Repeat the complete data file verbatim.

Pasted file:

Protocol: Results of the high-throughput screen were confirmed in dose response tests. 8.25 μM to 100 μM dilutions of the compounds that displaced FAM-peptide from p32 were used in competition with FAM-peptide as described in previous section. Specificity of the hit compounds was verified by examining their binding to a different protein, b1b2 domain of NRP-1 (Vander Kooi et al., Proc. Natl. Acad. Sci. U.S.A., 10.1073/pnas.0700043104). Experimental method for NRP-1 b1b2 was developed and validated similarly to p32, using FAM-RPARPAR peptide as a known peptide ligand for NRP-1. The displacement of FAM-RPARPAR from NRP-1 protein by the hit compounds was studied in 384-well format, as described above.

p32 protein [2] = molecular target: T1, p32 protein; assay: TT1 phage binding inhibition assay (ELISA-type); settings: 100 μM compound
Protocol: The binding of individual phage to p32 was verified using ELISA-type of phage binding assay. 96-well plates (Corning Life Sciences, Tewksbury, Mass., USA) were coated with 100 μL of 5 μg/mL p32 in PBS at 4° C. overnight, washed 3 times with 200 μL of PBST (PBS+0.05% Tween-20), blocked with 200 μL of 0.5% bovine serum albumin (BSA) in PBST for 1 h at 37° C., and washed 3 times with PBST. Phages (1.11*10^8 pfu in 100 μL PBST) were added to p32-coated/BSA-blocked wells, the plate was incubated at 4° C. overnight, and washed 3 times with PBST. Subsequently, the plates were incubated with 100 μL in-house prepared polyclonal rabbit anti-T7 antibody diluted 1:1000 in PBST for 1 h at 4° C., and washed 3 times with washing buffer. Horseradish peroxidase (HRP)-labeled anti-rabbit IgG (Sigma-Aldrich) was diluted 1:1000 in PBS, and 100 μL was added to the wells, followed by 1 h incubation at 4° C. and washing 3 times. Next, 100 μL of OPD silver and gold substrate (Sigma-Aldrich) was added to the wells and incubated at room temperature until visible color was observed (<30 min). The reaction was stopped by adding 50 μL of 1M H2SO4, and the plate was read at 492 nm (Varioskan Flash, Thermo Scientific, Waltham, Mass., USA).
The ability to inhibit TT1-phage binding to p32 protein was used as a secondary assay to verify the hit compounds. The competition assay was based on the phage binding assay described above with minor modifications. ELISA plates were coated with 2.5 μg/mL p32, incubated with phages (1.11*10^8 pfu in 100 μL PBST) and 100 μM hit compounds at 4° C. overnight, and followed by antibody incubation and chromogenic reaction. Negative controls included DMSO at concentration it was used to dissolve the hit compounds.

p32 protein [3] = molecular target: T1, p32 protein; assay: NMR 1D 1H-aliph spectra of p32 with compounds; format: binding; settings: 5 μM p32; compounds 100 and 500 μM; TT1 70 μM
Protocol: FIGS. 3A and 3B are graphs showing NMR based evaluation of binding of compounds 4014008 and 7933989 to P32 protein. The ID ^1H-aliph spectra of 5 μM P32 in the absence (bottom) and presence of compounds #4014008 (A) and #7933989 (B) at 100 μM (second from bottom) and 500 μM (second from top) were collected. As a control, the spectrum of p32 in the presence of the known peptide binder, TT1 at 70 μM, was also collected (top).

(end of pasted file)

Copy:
Protocol: Results of the high-throughput screen were confirmed in dose response tests. 8.25 μM to 100 μM dilutions of the compounds that displaced FAM-peptide from p32 were used in competition with FAM-peptide as described in previous section. Specificity of the hit compounds was verified by examining their binding to a different protein, b1b2 domain of NRP-1 (Vander Kooi et al., Proc. Natl. Acad. Sci. U.S.A., 10.1073/pnas.0700043104). Experimental method for NRP-1 b1b2 was developed and validated similarly to p32, using FAM-RPARPAR peptide as a known peptide ligand for NRP-1. The displacement of FAM-RPARPAR from NRP-1 protein by the hit compounds was studied in 384-well format, as described above.

p32 protein [2] = molecular target: T1, p32 protein; assay: TT1 phage binding inhibition assay (ELISA-type); settings: 100 μM compound
Protocol: The binding of individual phage to p32 was verified using ELISA-type of phage binding assay. 96-well plates (Corning Life Sciences, Tewksbury, Mass., USA) were coated with 100 μL of 5 μg/mL p32 in PBS at 4° C. overnight, washed 3 times with 200 μL of PBST (PBS+0.05% Tween-20), blocked with 200 μL of 0.5% bovine serum albumin (BSA) in PBST for 1 h at 37° C., and washed 3 times with PBST. Phages (1.11*10^8 pfu in 100 μL PBST) were added to p32-coated/BSA-blocked wells, the plate was incubated at 4° C. overnight, and washed 3 times with PBST. Subsequently, the plates were incubated with 100 μL in-house prepared polyclonal rabbit anti-T7 antibody diluted 1:1000 in PBST for 1 h at 4° C., and washed 3 times with washing buffer. Horseradish peroxidase (HRP)-labeled anti-rabbit IgG (Sigma-Aldrich) was diluted 1:1000 in PBS, and 100 μL was added to the wells, followed by 1 h incubation at 4° C. and washing 3 times. Next, 100 μL of OPD silver and gold substrate (Sigma-Aldrich) was added to the wells and incubated at room temperature until visible color was observed (<30 min). The reaction was stopped by adding 50 μL of 1M H2SO4, and the plate was read at 492 nm (Varioskan Flash, Thermo Scientific, Waltham, Mass., USA).
The ability to inhibit TT1-phage binding to p32 protein was used as a secondary assay to verify the hit compounds. The competition assay was based on the phage binding assay described above with minor modifications. ELISA plates were coated with 2.5 μg/mL p32, incubated with phages (1.11*10^8 pfu in 100 μL PBST) and 100 μM hit compounds at 4° C. overnight, and followed by antibody incubation and chromogenic reaction. Negative controls included DMSO at concentration it was used to dissolve the hit compounds.

p32 protein [3] = molecular target: T1, p32 protein; assay: NMR 1D 1H-aliph spectra of p32 with compounds; format: binding; settings: 5 μM p32; compounds 100 and 500 μM; TT1 70 μM
Protocol: FIGS. 3A and 3B are graphs showing NMR based evaluation of binding of compounds 4014008 and 7933989 to P32 protein. The ID ^1H-aliph spectra of 5 μM P32 in the absence (bottom) and presence of compounds #4014008 (A) and #7933989 (B) at 100 μM (second from bottom) and 500 μM (second from top) were collected. As a control, the spectrum of p32 in the presence of the known peptide binder, TT1 at 70 μM, was also collected (top).